Weight Loss Journey
I have been on a specific plan for weight loss for the last 2 months. Every Monday is weigh-in day. It means I weigh and measure myself first thing every Monday morning. The whole process is a little intimidating, as an overweight person. First, I strip down to nothing. I’m completely naked. In my bathroom. With the lights on at 5:30 in the morning. Now, there is a stark reality for you. I use the toilet, hoping to be as light as possible. Then I step on the scale, wishing and hoping that I have at least not gained anything. After weighing in, I measure certain body parts that I’m tracking. We use an acronym, WATCH, to make it easier to remember what to measure. Waist, Arm, Thigh, Chest, and Hips. I have added 2 more parts to my list that I specifically want to track.
So this week’s results were less than stellar, yet still in the losing category. Not by much, but I will take whatever I can get. I lost .2 pounds. That is not a typo. Point 2 pounds, not 2 pounds, but a fraction of a fraction of a pound! However, in choosing to look at the bright side, it is .2 pounds less than last week. Then on to measuring my various body parts and I have lost 3/4 of an inch. Again, nothing huge but in the lost category as well.
Now, I can compare myself to myself and the results from previous weeks and be disappointed. Last week, I lost 2 pounds and 3 inches. I was hoping to continue that trend this week. It didn’t happen.
I could compare myself to others who are in the same program. Honestly, it is really hard not to compare to others, especially the ones who started at the same time I did. It bothers me when I have a week of fewer than 2 pounds loss and I read about someone who lost 14 pounds in one freaking week! And yet, I understand that everyone is unique and on their own journey and some have more to lose than others. It still bugs me 😉
Comparison will rob us of success. It will rob us of joy and happiness. It will rob us of peace and contentment. Comparing ourselves to others will always lead to disappointment. So why do we do it? Why do we seem compelled to comparison?
Have you ever noticed that people don’t usually compare themselves to others who are doing poorly? We almost always compare up. We are looking at people who do it better or faster or without the struggles we encounter. We compare to thinner, healthier, stronger, better-looking people and we always come up wanting. We seem to think other people are more successful, make more money, have more friends, and are happier than we are.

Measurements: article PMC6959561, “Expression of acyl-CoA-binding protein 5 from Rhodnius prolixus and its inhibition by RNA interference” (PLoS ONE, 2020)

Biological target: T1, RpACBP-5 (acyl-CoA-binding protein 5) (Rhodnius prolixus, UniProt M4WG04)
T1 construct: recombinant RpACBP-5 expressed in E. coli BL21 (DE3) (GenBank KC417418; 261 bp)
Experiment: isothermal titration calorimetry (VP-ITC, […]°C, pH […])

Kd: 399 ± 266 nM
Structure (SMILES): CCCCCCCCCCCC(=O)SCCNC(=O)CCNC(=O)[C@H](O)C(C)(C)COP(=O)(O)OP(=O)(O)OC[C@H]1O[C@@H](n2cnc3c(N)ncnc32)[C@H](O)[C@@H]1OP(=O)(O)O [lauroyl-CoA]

What is Reality?
What is reality? Are they truly more successful? Do they make more money? Is their friend network really bigger? And the big question, are they truly happier than we are?
Of course, every situation is different and every person is unique but I want to say that generally speaking, the answer is NO. Everything is relative, even success, income, friend networks, and happiness. That person you see as more successful than you may not sleep at night because they are so overwhelmed by their work life. The person who appears to make more money, as evidenced by their “stuff,” may be maxed out on several credit cards. Oh, and that multitude of friends you see on Facebook is most likely lots of acquaintances and friends of friends. Happiness is relative too. How do you really measure happiness since it is different for every single person in the universe?
So, when I catch myself in comparison mode, I’m learning to stop, challenge, and choose my way to better thinking. We call it the Thought model and we use it to change the way we are feeling or acting by first changing the thought that’s causing those feelings.
As an example, in this morning’s scenario, I allowed myself a few moments of disappointment because, c’mon, .2 pounds, remember?! Then, I changed that negative line of thought to a more positive one. My message for myself today became, “You are more than your weight.” My weight is just a number on a scale and I am proactively working to lower that number through a very structured nutrition plan, a transformational habits of health system, a community of like-minded people and a personal coach.
I’m also very intentionally incorporating movement and activity into my formerly sedentary lifestyle. So, I understand there will be times when the number on the scale doesn’t move much but I refuse to let that keep me from moving forward on this journey. I am determined. I am fierce. I am strong. I will prevail!